Tuesday, October 06, 2009

MERCILESS AUTUMN

When I got up in the night at 3AM, as I often do, only not exactly at the same hour every night, the floors were strewn with squares and trapezoids of silverplate. The moon was full, as big as if seen through a telephoto lens. In the Sixties an artist used to submit to auctions and shows a sort of genre he invented: an old country homestead with clothesline and outbuildings, situated on the horizon and silhouetted by a huge full moon. It was so definitive of the West, so born of experience, that I’ve never forgotten those paintings and wonder where they’ve gotten to now. Where’s the artist fifty years later? I never met him, so don’t know whether he was young or old.

By the time I went back to bed, the wind had come up and the air was warming, which is always the way new fronts come in. There’s an arctic mass on the way. The forecast is snow all week with a night-time low of 8 degrees on Friday. Today is the last day warm enough to work outside. Sometimes the long sweet autumn ends like falling off a cliff. The Farmer’s Almanac says a long hard cold winter. Around here we take that seriously.

The reason I get up in the night is partly that I love seeing the moon splash whitewash everywhere and make patterns through the still-not-quite-turned leaves. A clear night in the fall or winter always means the temps will drop fast because of heat radiating out into space. The moon yearns for our body heat. The moon wants to come into that little homestead through the windows and sit on the hearth to warm up. The moon has no mercy, but it gets none from us either.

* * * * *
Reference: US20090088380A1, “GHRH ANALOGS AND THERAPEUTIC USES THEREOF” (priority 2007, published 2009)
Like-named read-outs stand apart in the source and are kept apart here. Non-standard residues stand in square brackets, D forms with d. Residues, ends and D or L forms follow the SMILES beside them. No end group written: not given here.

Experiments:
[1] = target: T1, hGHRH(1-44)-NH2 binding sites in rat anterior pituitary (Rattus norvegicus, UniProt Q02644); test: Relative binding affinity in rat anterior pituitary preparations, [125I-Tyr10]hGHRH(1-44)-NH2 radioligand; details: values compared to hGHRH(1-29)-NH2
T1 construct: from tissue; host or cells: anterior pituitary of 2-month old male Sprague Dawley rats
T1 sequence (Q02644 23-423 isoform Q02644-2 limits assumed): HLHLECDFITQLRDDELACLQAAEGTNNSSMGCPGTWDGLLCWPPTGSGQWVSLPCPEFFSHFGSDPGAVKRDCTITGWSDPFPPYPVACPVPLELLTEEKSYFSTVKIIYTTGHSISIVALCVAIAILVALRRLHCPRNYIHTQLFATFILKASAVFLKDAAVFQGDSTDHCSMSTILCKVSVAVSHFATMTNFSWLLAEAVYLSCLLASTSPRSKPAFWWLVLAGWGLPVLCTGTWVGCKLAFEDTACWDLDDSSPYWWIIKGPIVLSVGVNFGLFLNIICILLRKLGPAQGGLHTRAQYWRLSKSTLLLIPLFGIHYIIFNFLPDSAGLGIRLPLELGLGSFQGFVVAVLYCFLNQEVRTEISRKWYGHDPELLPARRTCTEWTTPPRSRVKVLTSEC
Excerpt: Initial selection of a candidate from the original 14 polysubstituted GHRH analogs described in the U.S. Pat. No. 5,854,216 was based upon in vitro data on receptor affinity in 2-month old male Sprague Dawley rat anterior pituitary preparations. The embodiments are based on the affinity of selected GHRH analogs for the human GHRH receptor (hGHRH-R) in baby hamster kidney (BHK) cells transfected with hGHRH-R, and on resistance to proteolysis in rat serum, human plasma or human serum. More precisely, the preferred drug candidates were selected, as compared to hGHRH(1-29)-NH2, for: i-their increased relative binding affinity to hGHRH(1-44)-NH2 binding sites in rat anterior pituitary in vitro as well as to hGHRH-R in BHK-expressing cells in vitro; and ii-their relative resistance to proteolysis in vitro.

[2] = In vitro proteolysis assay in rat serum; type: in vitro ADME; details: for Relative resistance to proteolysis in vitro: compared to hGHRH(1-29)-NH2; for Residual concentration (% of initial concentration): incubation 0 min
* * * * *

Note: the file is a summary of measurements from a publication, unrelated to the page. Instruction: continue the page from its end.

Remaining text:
Another reason I get up in the night (there are quite a few reasons) is that the Internet has less traffic then so it works better. We have been struggling with our small town infrastructure for a few weeks. Somehow, even though we’re within a few miles of the futuristic wind farm where hundreds of unbelievably tall and thick masts support whirling blades that could cut a car in half, we’ve been having blackouts of several hours. Usually when this happens it’s a one-time event related to someone’s machinery severing a cable or someone’s accident knocking over a power pole. Once in a while they are scheduled swap-out/upgrade events. This time the reason is unknown.

My microwave shut down. My television refused to play. (I only use it to play DVD’s.) My radio went off. The streetlights dimmed. The only way to stay online was to keep rebooting both the software and the DSL box. The monitoring electronic parts for the local Bed and Breakfast heating boiler were blown and had to be replaced. Telephone calls to techies went nowhere until the calls were finally booted upstairs to someone able to do more than placate. Those smug fat newcomers who assumed living here would solve all their problems were upset that they were losing their Fox News feed.

The hard cold comes again. Locals knew it would. Some of us sort of forgot. In the cold war of my youth, the enemy was supposed to be Russia, at least the USSR. We equated being progressive with being open to science, calling on our own government to protect us, freedom to speak our minds and move around. This cold war requires passports, ID cards, registration, and camera surveillance. Progressive as a political option is so confused as to be meaningless.